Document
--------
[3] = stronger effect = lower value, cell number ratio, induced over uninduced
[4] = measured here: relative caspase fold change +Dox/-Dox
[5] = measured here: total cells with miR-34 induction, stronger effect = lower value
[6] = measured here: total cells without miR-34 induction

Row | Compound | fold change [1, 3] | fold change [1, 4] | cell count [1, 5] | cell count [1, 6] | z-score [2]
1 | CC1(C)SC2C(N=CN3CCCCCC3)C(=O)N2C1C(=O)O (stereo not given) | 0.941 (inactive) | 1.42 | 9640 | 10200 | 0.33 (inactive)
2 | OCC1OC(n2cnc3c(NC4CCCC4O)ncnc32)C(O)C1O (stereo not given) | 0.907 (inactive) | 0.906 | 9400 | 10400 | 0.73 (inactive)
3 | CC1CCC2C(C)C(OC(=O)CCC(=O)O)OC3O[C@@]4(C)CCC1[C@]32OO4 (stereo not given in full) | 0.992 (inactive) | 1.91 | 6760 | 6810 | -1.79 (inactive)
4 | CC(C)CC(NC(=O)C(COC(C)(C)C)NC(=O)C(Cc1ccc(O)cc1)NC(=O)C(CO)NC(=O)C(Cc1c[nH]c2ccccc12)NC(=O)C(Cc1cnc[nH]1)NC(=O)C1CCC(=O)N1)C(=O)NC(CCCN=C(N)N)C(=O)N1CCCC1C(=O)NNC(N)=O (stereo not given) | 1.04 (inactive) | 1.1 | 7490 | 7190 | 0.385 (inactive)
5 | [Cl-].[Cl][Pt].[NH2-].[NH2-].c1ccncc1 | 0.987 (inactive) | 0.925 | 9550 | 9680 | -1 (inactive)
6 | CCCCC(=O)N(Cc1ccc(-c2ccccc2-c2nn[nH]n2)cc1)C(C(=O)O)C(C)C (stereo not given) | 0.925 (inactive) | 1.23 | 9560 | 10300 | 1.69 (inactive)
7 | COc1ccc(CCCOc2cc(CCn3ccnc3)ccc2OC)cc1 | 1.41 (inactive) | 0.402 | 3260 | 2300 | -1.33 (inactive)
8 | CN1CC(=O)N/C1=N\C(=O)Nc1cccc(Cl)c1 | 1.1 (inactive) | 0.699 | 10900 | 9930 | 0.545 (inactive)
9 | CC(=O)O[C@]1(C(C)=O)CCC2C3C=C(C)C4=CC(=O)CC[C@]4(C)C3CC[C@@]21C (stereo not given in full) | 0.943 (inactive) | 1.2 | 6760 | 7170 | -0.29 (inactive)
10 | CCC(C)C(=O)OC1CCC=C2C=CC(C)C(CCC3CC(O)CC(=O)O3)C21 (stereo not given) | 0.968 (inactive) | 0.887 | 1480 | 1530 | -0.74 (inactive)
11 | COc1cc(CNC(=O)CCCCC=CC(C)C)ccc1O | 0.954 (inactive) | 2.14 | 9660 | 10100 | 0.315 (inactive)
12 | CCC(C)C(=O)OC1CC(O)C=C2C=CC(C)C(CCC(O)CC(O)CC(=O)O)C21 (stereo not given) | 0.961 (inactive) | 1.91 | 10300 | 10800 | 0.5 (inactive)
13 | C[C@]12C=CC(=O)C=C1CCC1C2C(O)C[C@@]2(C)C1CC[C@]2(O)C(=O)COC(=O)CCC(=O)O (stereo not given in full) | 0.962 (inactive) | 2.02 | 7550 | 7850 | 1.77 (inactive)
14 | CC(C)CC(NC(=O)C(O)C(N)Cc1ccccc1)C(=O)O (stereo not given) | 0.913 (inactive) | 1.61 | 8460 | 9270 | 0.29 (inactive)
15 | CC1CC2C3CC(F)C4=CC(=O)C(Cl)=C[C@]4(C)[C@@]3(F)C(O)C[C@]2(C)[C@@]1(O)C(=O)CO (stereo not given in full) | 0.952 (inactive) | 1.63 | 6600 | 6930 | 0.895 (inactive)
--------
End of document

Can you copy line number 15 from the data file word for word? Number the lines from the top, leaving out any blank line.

10 | CCC(C)C(=O)OC1CCC=C2C=CC(C)C(CCC3CC(O)CC(=O)O3)C21 (stereo not given) | 0.968 (inactive) | 0.887 | 1480 | 1530 | -0.74 (inactive)